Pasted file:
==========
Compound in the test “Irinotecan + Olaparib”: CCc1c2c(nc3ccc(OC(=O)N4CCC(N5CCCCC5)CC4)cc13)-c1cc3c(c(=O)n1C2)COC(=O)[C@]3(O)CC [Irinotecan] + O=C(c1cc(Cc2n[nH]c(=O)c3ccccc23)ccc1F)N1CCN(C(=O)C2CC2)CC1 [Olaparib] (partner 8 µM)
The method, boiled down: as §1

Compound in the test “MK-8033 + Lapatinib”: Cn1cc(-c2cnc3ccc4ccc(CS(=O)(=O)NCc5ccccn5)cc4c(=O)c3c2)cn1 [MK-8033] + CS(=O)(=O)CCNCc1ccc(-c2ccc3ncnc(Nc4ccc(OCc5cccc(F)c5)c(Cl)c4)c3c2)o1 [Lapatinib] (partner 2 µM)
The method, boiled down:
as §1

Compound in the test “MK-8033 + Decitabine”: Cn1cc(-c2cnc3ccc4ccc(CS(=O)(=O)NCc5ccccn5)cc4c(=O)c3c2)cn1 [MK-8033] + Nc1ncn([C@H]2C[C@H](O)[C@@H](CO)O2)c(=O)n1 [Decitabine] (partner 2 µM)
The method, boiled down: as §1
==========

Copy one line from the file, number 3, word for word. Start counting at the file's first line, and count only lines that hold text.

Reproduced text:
Compound in the test “MK-8033 + Lapatinib”: Cn1cc(-c2cnc3ccc4ccc(CS(=O)(=O)NCc5ccccn5)cc4c(=O)c3c2)cn1 [MK-8033] + CS(=O)(=O)CCNCc1ccc(-c2ccc3ncnc(Nc4ccc(OCc5cccc(F)c5)c(Cl)c4)c3c2)o1 [Lapatinib] (partner 2 µM)